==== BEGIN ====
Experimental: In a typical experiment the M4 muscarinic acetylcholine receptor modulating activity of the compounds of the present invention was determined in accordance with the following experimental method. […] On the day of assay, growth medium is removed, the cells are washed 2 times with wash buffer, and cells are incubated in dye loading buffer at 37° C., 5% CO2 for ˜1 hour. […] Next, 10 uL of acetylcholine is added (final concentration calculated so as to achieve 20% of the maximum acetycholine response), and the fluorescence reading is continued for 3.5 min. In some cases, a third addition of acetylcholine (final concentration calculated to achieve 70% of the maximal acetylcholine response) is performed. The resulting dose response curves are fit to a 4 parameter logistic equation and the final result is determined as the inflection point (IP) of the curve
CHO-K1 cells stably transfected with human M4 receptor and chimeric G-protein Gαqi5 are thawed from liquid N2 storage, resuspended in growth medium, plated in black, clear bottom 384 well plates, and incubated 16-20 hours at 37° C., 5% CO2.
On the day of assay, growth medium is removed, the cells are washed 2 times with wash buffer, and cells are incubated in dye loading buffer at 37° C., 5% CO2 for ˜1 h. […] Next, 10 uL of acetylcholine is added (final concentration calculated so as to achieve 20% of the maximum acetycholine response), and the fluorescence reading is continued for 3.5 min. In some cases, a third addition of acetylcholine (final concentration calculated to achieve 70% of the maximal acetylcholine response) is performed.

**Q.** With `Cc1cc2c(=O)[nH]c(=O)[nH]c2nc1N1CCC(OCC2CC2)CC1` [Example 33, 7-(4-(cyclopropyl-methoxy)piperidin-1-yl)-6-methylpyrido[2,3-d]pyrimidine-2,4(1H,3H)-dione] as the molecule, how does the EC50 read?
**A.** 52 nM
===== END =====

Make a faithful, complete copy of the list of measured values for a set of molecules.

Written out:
Experimental: In a typical experiment the M4 muscarinic acetylcholine receptor modulating activity of the compounds of the present invention was determined in accordance with the following experimental method. […] On the day of assay, growth medium is removed, the cells are washed 2 times with wash buffer, and cells are incubated in dye loading buffer at 37° C., 5% CO2 for ˜1 hour. […] Next, 10 uL of acetylcholine is added (final concentration calculated so as to achieve 20% of the maximum acetycholine response), and the fluorescence reading is continued for 3.5 min. In some cases, a third addition of acetylcholine (final concentration calculated to achieve 70% of the maximal acetylcholine response) is performed. The resulting dose response curves are fit to a 4 parameter logistic equation and the final result is determined as the inflection point (IP) of the curve
CHO-K1 cells stably transfected with human M4 receptor and chimeric G-protein Gαqi5 are thawed from liquid N2 storage, resuspended in growth medium, plated in black, clear bottom 384 well plates, and incubated 16-20 hours at 37° C., 5% CO2.
On the day of assay, growth medium is removed, the cells are washed 2 times with wash buffer, and cells are incubated in dye loading buffer at 37° C., 5% CO2 for ˜1 h. […] Next, 10 uL of acetylcholine is added (final concentration calculated so as to achieve 20% of the maximum acetycholine response), and the fluorescence reading is continued for 3.5 min. In some cases, a third addition of acetylcholine (final concentration calculated to achieve 70% of the maximal acetylcholine response) is performed.

**Q.** With `Cc1cc2c(=O)[nH]c(=O)[nH]c2nc1N1CCC(OCC2CC2)CC1` [Example 33, 7-(4-(cyclopropyl-methoxy)piperidin-1-yl)-6-methylpyrido[2,3-d]pyrimidine-2,4(1H,3H)-dione] as the molecule, how does the EC50 read?
**A.** 52 nM